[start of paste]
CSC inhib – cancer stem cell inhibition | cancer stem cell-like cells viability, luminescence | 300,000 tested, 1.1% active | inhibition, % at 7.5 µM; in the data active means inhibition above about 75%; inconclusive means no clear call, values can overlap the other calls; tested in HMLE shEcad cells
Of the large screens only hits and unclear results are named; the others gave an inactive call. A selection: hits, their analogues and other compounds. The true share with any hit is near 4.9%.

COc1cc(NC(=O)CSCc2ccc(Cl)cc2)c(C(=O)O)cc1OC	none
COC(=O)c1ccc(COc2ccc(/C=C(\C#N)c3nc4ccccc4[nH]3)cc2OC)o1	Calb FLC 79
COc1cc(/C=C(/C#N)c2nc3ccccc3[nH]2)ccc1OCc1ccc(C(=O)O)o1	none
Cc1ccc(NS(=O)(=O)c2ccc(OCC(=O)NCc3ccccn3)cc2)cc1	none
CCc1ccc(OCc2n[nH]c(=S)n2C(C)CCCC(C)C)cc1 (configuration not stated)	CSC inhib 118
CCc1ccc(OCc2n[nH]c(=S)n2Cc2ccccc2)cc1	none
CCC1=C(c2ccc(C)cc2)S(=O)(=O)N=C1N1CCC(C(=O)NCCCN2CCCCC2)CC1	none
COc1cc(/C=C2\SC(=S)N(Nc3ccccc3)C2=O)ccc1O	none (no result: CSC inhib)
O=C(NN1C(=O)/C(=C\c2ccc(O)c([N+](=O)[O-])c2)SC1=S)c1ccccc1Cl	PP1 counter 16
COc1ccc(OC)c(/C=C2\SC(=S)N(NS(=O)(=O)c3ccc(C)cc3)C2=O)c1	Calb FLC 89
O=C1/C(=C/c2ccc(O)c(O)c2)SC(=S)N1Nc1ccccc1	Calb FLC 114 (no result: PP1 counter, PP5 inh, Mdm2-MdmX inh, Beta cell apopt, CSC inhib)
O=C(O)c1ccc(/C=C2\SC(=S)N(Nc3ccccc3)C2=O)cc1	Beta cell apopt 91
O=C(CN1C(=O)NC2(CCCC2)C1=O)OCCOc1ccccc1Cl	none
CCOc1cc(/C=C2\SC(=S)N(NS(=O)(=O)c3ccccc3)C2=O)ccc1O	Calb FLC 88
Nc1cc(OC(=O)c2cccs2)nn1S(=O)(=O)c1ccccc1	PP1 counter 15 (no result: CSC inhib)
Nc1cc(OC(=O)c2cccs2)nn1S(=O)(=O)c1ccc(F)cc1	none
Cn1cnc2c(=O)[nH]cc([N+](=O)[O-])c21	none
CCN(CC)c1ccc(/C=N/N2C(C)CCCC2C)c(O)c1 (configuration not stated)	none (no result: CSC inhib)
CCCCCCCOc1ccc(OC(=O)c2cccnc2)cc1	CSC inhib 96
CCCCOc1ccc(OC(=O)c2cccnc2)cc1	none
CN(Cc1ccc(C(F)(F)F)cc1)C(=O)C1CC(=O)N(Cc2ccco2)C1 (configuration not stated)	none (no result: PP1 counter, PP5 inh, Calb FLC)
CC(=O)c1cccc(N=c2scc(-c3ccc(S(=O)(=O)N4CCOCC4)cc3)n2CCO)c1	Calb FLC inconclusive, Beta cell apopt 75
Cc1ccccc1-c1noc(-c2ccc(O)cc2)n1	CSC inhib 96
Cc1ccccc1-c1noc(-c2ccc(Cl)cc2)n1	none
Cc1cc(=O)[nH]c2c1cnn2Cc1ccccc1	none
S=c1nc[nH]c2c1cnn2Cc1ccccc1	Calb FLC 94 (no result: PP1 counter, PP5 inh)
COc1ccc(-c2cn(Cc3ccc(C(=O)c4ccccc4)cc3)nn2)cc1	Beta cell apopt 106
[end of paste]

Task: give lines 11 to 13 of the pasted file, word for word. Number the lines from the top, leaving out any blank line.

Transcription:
O=C(NN1C(=O)/C(=C\c2ccc(O)c([N+](=O)[O-])c2)SC1=S)c1ccccc1Cl	PP1 counter 16
COc1ccc(OC)c(/C=C2\SC(=S)N(NS(=O)(=O)c3ccc(C)cc3)C2=O)c1	Calb FLC 89
O=C1/C(=C/c2ccc(O)c(O)c2)SC(=S)N1Nc1ccccc1	Calb FLC 114 (no result: PP1 counter, PP5 inh, Mdm2-MdmX inh, Beta cell apopt, CSC inhib)